Step1, Part 2: “…our lives had become unmanageable.”

The second half of Step 1 has to do with coming to terms with the unmanageability of our food addiction.  For me, this was easier than admitting powerlessness because it was so obvious, not only to others (who could “see” my addiction on my overweight body), but to myself in all the ways that I had unsuccessfully tried to control my food-related behaviors.  But even if we can understand the unmanageable part of our food addiction, it is important that we also begin to see that the unmanageablity in our lives goes beyond food.

If something is unmanageable, that means that it cannot be “managed,” and this describes my experience with food addiction perfectly.  Not that I didn’t try to manage it.  In fact, looking back over my life, it feels as though I have done little else!  From around age 12, I was either on or off a diet – – there was no inbetween, EVER!  Sometimes I would be able to lose a little weight, but I never stayed on them long enough to reach my “goal,” and whatever weight I did lose never stayed off.  And yet, whenever I was NOT following a diet, I was bingeing, so I felt guilty.  It wasn’t long before I convinced myself that I was “supposed” to be on a diet at all times as “punishment” for being overweight.

Not only did I use diets to try to control my food addiction, but I also started using exercise.  I would obsessively work-out or join exercise clubs or gyms and create these impossible schedules and unattainable goals for myself.  But whenever I would deviate from these rigid, self-imposed plans, I would quit because I looked at this as “failure.”  Same if I got sick, or hurt (which happened often, since I was always pushing myself too hard).  As with dieting, exercising feeling guilty when I wasn’t doing it and resentful if I was.  As a result, over time, there were fewer and fewer days in my life when I felt ok – – and those could only be the days when I was eating and exercising “perfectly” (which were few and far between).  Now I had TWO ways of dealing with my food addiction, and BOTH of them were destroying my self-esteem.  And it did take much time at all for this  feeling, itself, to become unmanageable.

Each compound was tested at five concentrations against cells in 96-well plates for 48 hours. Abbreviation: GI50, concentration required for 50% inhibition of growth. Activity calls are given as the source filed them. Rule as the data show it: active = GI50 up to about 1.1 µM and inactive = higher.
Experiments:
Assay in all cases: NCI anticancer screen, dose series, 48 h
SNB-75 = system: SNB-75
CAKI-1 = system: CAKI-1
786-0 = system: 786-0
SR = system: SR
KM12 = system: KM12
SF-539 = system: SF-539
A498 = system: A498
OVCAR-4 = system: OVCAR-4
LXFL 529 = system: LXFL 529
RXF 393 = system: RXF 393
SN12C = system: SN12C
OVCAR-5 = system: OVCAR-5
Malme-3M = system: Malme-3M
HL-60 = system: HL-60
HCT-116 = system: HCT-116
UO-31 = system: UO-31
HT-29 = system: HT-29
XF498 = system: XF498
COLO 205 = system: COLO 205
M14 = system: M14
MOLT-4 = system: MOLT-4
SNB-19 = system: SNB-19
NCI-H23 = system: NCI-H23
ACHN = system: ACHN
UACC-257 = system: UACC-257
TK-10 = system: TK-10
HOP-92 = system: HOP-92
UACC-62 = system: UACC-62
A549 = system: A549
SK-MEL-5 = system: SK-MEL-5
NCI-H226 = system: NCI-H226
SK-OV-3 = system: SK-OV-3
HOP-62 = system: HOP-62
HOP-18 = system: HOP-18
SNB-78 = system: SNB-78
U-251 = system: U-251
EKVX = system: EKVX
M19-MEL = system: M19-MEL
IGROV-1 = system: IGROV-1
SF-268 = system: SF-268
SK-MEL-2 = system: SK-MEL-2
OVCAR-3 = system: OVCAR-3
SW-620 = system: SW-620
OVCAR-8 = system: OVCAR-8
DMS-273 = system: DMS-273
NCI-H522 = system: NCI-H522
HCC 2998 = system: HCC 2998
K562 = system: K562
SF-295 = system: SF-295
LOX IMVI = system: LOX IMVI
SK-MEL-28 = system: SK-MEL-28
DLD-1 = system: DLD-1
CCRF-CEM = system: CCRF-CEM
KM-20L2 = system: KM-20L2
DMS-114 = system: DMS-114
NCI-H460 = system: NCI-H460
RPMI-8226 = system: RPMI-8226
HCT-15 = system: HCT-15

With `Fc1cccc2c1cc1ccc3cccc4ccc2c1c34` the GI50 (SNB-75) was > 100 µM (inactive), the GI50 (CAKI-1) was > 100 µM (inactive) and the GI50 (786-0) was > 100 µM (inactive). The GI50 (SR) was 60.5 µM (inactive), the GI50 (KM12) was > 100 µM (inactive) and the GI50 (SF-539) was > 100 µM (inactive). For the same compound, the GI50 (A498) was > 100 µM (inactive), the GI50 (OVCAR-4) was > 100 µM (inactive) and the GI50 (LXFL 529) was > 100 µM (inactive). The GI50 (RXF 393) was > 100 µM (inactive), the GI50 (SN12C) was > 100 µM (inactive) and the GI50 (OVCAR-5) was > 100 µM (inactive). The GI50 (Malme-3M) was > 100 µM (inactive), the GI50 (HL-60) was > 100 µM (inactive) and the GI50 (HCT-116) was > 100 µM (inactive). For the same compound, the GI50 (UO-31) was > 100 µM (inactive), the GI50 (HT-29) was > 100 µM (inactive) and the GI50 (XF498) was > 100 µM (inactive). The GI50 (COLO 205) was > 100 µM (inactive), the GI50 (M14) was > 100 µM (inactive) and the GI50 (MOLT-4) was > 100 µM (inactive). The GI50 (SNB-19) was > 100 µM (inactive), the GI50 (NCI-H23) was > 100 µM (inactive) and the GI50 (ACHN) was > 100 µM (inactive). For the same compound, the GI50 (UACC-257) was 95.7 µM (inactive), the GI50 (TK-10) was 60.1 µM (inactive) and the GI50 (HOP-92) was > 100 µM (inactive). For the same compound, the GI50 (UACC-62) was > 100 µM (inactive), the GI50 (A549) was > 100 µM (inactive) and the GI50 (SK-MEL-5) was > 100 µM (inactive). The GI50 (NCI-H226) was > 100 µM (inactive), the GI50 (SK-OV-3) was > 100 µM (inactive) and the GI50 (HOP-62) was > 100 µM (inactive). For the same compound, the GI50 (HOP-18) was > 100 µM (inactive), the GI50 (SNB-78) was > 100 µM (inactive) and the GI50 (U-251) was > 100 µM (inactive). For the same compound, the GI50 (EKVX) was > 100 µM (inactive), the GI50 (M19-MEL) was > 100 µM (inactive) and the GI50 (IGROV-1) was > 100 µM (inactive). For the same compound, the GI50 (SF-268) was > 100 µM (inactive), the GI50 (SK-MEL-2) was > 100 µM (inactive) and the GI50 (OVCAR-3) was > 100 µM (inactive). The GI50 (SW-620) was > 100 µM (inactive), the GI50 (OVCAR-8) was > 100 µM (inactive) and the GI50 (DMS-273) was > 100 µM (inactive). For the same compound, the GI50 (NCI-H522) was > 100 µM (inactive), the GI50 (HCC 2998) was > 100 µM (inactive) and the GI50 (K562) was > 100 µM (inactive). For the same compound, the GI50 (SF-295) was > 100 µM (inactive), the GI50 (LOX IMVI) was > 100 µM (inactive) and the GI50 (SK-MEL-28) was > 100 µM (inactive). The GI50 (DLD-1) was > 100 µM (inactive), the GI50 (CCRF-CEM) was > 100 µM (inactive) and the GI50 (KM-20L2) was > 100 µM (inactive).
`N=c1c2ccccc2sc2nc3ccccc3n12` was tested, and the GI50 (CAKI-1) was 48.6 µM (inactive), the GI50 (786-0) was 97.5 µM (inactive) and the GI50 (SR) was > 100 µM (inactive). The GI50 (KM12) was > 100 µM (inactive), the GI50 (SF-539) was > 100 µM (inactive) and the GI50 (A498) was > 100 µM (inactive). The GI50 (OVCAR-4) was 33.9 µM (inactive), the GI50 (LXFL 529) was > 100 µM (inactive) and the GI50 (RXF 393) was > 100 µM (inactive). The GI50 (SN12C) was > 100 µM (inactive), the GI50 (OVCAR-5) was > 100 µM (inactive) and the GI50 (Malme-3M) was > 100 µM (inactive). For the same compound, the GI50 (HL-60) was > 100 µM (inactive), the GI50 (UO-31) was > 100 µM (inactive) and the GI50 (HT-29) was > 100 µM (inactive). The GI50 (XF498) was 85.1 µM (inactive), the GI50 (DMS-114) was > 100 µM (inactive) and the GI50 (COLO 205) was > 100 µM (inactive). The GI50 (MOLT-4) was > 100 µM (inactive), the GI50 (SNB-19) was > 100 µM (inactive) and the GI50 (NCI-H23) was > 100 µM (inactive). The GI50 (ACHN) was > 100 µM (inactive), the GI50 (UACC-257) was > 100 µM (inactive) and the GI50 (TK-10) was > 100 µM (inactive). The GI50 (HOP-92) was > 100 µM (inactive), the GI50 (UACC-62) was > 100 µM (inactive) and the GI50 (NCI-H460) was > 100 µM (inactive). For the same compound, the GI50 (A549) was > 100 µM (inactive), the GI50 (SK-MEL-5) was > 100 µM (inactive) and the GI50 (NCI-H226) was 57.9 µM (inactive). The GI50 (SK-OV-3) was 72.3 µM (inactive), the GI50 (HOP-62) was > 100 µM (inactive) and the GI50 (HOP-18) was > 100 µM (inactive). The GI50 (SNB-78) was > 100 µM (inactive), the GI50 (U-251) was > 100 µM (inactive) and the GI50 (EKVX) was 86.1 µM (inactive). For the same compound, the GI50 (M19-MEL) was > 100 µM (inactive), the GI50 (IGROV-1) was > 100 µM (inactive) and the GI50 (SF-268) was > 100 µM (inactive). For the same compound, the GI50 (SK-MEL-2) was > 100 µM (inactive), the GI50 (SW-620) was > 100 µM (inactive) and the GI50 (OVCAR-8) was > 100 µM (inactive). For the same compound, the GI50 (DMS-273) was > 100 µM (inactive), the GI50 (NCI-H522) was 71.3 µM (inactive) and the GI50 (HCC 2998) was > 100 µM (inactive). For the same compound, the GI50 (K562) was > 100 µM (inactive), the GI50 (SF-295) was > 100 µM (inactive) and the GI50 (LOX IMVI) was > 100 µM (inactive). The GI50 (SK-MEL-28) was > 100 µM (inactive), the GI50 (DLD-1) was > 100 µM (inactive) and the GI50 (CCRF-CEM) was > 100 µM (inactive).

As the years went by, I added other behaviors to my repertoire of ways to make the unmanageable manageable.  For example, I started to notice that when I got praise from others, my feelings of self-hated lessened, at least for a while.  So I became a people-pleaser.  Then I noticed that the same thing happened whenever I got attention from guys.  So I became “boy-crazy.”  Then I noticed that whenever I got praise from authority figures, I got the same feeling.  So I became a workaholic.  Then I noticed the same feeling when I would spend money on myself, so I became a shop-a-holic,…  All of these were temporary fixes for the same problem – – trying to control my feelings of worthlessness.  And as each attempt at weight loss failed, these other behaviors got stronger and stronger, until they, too, became unmanageable.  Looking back, it seems like my entire life was a swirling mess of unmanageability.

It was not until I came back to OA and got involved with a Big Book Step Study meeting that I was finally able to recognize any of this.  And until I could recognize it, I couldn’t even begin to fix it.  And that’s where we are at the end of Step 1 – – at the beginning of a journey of self-discovery.  And although this beginning may start-off with some truths about ourselves that we’d rather not face, we can take comfort in the fact that, for maybe the first time in our lives, we are finally willing to take a good hard look at ourselves and address our problems rather than run from them.

April 2, 2012 This post was written by Categories: On The 12 Steps Tagged with:
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